T.S.Balasaraswati compared the Bharatanatyam Recital to a grandly structured Temple: “We enter through the Gopuram (outer hall) of Alarippu, cross the Ardhamandapam (halfway hall) of Jatiswaram, then the Mandapam (great hall) of Shabdam and enter the holy precinct of the deity in the Varnam. In dancing to the Padams, one experiences the contentment, cool, and quiet of entering the sanctum from its external precinct. It is akin to the juncture when the cascading lights of worship are withdrawn, and the drum beats die down to the simple and solemn chanting of sacred verses in the closeness of God. Then the Tillana breaks into movement like the final burning of camphor accompanied by a measure of din and bustle.”
Ravisankar explained that each chakra is associated with different aspects of the human experience, including physical health, emotional well-being, and spiritual development. Balanced chakras lead to feelings of wholeness and well-being, while blocked chakras can cause physical, emotional, or spiritual problems.
I’m sure the explanation of each dance was helpful for some people, but as soon as the dancers got going, the information slipped away for me. Chakras was brilliantly formatted to follow the Margam or pathway of a traditional Bharatanatyam concert. Assigned to each dance was a chakra, except the fourth dance, a varnam, comprised of three chakras. In order, “Chakras” comprised two duets, two quintets, a solo, another trio, and the grand finale of 12 dancers.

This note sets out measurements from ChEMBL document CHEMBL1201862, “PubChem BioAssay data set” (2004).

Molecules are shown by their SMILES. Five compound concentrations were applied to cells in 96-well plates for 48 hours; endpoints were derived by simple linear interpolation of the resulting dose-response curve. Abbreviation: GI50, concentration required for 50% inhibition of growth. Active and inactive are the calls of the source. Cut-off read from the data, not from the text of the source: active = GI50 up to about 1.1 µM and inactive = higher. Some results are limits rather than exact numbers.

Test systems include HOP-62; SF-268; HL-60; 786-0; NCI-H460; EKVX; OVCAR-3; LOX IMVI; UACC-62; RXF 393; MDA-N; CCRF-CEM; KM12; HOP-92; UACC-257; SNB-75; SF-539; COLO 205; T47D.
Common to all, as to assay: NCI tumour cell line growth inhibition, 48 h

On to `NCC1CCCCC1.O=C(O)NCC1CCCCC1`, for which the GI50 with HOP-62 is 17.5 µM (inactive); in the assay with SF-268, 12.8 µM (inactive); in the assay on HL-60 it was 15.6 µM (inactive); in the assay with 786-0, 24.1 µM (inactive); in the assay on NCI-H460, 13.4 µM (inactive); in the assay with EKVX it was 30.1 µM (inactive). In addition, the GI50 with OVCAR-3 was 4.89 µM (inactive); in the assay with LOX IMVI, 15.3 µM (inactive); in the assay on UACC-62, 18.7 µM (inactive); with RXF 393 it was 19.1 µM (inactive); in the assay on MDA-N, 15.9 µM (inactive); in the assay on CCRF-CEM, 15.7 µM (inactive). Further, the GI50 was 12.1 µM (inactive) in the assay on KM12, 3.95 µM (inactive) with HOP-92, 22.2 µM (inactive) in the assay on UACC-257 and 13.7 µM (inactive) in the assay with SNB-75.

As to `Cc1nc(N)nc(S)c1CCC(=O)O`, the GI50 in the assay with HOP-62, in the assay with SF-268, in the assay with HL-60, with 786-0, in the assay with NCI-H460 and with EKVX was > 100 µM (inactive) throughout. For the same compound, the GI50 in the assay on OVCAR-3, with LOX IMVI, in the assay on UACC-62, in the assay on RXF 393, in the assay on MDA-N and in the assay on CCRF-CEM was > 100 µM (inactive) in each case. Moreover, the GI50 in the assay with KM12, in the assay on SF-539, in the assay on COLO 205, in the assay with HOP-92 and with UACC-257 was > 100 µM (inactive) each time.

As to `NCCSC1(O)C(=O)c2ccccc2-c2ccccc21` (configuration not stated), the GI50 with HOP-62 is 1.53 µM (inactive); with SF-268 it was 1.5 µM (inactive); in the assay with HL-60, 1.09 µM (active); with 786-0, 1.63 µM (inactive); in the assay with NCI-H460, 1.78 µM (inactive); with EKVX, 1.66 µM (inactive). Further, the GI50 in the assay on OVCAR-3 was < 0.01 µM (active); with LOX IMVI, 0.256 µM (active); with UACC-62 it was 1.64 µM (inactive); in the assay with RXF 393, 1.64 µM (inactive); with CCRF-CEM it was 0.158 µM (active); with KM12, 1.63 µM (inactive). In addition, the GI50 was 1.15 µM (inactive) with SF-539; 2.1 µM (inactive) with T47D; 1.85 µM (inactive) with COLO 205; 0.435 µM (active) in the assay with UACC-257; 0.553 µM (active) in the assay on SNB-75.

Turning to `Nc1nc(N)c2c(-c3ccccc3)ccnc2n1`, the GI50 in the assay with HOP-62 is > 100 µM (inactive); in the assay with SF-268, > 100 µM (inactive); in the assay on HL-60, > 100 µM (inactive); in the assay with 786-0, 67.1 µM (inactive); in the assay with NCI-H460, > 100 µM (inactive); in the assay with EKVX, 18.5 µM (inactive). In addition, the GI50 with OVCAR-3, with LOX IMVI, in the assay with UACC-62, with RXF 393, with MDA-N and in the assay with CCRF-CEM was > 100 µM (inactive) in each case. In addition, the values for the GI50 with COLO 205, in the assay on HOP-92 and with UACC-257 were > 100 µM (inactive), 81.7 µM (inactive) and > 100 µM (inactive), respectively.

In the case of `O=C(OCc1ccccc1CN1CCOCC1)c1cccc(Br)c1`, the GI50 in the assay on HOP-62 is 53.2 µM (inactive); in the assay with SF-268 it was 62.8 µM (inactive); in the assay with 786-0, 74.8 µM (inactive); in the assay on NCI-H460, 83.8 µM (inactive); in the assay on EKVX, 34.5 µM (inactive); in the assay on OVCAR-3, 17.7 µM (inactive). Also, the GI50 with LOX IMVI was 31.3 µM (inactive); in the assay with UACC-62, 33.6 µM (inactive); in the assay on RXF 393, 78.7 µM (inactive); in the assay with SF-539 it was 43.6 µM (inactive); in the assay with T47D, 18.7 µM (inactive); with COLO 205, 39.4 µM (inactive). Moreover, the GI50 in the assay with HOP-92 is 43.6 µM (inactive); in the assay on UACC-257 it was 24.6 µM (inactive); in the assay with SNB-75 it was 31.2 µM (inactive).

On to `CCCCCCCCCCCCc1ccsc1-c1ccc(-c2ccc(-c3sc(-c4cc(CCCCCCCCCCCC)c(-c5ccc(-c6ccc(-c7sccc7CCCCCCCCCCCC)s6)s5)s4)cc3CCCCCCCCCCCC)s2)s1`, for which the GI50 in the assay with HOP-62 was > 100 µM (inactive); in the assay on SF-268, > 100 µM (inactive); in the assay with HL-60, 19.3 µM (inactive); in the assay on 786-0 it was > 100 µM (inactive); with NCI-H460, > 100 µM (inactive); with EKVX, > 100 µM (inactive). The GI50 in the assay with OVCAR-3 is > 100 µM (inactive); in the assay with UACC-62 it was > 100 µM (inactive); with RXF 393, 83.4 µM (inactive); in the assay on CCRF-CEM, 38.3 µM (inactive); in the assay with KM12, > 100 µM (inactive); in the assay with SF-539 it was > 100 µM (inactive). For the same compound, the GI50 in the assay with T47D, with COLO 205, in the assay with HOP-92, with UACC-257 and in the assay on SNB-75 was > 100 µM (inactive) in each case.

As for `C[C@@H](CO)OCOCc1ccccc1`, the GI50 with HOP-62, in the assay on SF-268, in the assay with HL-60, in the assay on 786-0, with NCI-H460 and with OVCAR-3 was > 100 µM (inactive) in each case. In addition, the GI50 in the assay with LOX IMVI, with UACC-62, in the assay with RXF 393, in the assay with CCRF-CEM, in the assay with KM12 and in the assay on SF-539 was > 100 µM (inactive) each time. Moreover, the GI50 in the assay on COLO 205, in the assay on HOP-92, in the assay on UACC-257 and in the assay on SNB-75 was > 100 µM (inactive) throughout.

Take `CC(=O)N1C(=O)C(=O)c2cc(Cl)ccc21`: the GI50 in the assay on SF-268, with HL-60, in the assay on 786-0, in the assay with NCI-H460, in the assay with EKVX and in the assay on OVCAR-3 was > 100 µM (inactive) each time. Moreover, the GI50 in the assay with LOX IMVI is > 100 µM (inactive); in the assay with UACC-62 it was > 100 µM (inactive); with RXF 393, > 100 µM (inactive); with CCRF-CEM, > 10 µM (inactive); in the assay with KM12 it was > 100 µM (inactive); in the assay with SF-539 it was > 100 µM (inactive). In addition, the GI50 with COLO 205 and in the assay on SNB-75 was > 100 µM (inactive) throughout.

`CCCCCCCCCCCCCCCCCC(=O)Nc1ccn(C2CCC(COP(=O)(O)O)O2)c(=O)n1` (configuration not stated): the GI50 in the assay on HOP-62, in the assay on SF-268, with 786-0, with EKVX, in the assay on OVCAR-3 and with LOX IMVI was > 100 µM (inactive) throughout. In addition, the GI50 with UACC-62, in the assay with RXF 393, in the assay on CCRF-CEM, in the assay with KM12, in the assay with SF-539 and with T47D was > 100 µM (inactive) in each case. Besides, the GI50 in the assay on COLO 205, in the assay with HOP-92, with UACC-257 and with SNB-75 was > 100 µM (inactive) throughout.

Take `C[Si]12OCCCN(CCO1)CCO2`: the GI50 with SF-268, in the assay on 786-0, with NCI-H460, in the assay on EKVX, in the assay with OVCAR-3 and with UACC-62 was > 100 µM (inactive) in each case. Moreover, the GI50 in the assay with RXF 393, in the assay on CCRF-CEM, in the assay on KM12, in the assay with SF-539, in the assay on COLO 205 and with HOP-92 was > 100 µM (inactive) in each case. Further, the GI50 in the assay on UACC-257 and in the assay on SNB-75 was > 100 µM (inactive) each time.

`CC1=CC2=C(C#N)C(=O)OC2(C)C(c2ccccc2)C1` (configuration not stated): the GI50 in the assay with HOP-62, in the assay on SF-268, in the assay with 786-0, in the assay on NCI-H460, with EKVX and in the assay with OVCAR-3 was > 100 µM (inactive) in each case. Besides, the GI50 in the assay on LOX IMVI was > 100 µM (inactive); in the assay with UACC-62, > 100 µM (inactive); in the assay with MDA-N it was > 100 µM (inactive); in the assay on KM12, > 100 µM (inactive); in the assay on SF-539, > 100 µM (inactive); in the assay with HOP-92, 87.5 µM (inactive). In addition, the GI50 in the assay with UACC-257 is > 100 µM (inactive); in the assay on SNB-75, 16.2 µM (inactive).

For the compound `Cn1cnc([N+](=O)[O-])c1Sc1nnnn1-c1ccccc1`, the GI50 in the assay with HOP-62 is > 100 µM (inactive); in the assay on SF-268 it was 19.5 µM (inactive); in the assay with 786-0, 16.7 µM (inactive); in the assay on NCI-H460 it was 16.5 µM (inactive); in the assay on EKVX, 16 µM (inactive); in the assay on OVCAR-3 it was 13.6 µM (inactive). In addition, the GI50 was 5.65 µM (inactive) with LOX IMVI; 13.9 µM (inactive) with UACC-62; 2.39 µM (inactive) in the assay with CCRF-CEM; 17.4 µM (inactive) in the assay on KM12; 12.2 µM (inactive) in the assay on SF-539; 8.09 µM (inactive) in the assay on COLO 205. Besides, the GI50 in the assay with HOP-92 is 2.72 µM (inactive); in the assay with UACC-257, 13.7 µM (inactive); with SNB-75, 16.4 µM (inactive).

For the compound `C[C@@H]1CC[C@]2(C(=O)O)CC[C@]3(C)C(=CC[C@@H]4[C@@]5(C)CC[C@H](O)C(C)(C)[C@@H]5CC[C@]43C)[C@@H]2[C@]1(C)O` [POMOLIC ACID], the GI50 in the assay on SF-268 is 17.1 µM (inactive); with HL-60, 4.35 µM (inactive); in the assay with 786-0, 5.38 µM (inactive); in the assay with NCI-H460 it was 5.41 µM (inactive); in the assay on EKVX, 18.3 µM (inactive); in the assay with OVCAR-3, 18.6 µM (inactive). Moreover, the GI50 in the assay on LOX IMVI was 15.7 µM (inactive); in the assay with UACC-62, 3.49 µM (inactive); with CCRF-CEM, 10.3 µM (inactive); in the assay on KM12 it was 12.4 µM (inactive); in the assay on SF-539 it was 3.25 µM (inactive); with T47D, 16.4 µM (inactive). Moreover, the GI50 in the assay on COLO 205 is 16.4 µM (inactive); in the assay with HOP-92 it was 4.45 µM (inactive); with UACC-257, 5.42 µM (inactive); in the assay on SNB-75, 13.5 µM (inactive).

The experience was a roller coaster ride of energy and emotions that would build and burst at various times in a flurry of footwork and joyful expressivity. I became completely enthralled by all of the beautiful elements on stage, from the dancer’s iridescent pink and blue silk costumes and twinkling jewelry to the rhythms of their feet, to the shapes they made with their arms, the spatial relationships between the dancers, the geometric shapes and patterns created through the choreography on the floor, and the facial expressions that were unique to each dancer, but conveyed the ecstatic experience they each seemed to be having while dancing. It was sublime, expertly crafted and performed, and deeply fulfilling to watch.